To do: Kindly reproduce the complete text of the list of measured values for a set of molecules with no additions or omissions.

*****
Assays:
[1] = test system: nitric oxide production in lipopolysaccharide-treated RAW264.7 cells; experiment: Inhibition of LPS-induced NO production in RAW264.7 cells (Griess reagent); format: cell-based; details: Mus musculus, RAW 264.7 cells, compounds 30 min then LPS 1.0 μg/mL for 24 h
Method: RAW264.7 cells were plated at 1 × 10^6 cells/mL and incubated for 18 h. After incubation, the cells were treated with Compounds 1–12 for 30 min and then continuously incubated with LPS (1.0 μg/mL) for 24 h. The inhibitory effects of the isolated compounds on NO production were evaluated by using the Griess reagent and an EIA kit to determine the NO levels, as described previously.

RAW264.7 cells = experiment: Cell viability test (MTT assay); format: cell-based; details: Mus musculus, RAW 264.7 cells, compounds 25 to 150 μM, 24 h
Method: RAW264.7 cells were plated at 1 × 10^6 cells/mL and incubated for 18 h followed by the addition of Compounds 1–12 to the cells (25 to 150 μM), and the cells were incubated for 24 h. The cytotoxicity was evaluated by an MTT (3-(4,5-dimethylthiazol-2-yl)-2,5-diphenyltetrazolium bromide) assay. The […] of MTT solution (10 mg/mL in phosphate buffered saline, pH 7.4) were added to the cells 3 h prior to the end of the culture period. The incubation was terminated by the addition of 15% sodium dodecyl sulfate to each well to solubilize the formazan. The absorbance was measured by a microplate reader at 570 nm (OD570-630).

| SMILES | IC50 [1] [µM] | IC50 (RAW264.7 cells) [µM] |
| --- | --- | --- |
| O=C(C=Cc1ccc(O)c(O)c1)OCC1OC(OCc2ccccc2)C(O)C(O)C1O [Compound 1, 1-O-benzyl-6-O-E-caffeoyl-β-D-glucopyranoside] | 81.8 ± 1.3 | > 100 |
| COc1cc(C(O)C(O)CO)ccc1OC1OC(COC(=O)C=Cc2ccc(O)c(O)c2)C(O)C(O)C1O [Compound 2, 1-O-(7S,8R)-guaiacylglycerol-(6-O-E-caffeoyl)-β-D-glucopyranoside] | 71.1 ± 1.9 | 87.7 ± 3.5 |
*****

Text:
Assays:
[1] = test system: nitric oxide production in lipopolysaccharide-treated RAW264.7 cells; experiment: Inhibition of LPS-induced NO production in RAW264.7 cells (Griess reagent); format: cell-based; details: Mus musculus, RAW 264.7 cells, compounds 30 min then LPS 1.0 μg/mL for 24 h
Method: RAW264.7 cells were plated at 1 × 10^6 cells/mL and incubated for 18 h. After incubation, the cells were treated with Compounds 1–12 for 30 min and then continuously incubated with LPS (1.0 μg/mL) for 24 h. The inhibitory effects of the isolated compounds on NO production were evaluated by using the Griess reagent and an EIA kit to determine the NO levels, as described previously.

RAW264.7 cells = experiment: Cell viability test (MTT assay); format: cell-based; details: Mus musculus, RAW 264.7 cells, compounds 25 to 150 μM, 24 h
Method: RAW264.7 cells were plated at 1 × 10^6 cells/mL and incubated for 18 h followed by the addition of Compounds 1–12 to the cells (25 to 150 μM), and the cells were incubated for 24 h. The cytotoxicity was evaluated by an MTT (3-(4,5-dimethylthiazol-2-yl)-2,5-diphenyltetrazolium bromide) assay. The […] of MTT solution (10 mg/mL in phosphate buffered saline, pH 7.4) were added to the cells 3 h prior to the end of the culture period. The incubation was terminated by the addition of 15% sodium dodecyl sulfate to each well to solubilize the formazan. The absorbance was measured by a microplate reader at 570 nm (OD570-630).

| SMILES | IC50 [1] [µM] | IC50 (RAW264.7 cells) [µM] |
| --- | --- | --- |
| O=C(C=Cc1ccc(O)c(O)c1)OCC1OC(OCc2ccccc2)C(O)C(O)C1O [Compound 1, 1-O-benzyl-6-O-E-caffeoyl-β-D-glucopyranoside] | 81.8 ± 1.3 | > 100 |
| COc1cc(C(O)C(O)CO)ccc1OC1OC(COC(=O)C=Cc2ccc(O)c(O)c2)C(O)C(O)C1O [Compound 2, 1-O-(7S,8R)-guaiacylglycerol-(6-O-E-caffeoyl)-β-D-glucopyranoside] | 71.1 ± 1.9 | 87.7 ± 3.5 |